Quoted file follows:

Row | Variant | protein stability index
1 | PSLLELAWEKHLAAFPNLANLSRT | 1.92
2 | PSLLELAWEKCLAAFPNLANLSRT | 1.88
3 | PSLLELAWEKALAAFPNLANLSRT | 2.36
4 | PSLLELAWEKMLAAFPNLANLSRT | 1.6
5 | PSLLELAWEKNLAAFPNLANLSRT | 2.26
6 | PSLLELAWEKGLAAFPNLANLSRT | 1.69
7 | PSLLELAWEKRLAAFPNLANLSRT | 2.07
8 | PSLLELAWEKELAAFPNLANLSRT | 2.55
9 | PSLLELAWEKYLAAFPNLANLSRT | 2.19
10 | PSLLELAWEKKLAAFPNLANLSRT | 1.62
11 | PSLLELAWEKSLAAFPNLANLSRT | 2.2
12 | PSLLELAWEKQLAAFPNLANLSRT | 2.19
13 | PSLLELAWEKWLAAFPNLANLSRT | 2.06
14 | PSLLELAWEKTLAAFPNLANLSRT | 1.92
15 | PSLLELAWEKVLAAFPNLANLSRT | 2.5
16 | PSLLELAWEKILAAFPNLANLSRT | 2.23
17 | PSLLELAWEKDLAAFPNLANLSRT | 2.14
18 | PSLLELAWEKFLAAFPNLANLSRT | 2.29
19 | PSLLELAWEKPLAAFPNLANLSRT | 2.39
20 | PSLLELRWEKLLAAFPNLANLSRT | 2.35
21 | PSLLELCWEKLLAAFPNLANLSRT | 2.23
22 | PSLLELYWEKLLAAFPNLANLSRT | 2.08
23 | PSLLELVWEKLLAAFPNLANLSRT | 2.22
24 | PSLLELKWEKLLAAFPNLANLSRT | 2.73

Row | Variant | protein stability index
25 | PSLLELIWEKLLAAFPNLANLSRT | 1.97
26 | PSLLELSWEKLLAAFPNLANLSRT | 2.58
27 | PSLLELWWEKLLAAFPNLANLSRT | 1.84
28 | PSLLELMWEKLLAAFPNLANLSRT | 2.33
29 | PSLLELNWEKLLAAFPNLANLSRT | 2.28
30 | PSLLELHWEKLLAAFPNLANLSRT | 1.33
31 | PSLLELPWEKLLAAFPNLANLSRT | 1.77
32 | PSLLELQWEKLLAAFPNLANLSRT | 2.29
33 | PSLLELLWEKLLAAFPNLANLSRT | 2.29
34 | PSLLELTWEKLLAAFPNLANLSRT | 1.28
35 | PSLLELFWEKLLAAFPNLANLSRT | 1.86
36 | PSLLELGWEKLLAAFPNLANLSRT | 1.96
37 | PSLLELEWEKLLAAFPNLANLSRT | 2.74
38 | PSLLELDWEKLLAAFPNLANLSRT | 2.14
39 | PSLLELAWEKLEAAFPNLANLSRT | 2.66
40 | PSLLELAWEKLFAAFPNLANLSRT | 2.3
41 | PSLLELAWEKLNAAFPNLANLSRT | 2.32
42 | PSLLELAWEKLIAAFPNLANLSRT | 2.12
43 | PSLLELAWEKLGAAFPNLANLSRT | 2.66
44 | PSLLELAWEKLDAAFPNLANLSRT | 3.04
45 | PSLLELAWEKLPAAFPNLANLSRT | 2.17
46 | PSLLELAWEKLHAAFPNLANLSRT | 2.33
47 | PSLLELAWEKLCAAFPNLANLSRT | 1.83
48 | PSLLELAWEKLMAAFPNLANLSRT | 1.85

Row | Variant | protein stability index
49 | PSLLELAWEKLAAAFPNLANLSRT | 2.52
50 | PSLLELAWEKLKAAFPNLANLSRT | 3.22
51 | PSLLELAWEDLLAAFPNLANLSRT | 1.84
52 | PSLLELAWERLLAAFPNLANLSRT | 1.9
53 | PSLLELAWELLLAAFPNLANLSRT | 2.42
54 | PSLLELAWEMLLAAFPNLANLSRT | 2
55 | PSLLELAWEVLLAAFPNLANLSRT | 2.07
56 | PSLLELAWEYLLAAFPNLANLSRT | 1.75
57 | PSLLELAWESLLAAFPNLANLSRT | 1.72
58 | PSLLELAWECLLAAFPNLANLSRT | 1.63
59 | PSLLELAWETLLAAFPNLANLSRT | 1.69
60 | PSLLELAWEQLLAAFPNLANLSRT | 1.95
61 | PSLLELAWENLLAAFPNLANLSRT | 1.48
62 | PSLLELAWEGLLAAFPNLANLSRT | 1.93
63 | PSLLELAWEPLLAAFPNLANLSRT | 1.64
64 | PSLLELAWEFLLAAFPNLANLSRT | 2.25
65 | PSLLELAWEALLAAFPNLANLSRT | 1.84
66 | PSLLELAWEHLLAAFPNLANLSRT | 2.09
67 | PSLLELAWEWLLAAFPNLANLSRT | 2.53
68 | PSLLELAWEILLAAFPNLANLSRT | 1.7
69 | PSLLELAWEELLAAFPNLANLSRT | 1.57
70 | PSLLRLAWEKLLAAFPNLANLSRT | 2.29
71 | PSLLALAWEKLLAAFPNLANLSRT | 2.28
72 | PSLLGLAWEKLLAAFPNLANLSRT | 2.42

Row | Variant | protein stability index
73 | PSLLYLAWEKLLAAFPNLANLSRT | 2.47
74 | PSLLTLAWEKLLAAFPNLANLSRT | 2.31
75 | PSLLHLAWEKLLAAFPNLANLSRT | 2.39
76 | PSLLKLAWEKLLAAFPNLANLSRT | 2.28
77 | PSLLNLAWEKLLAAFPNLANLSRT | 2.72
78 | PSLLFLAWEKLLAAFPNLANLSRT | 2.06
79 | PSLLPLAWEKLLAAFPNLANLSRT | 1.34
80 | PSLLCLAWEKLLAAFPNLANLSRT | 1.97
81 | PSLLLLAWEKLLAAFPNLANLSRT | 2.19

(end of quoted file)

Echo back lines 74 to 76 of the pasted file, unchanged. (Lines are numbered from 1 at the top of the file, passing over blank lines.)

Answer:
71 | PSLLALAWEKLLAAFPNLANLSRT | 2.28
72 | PSLLGLAWEKLLAAFPNLANLSRT | 2.42

Row | Variant | protein stability index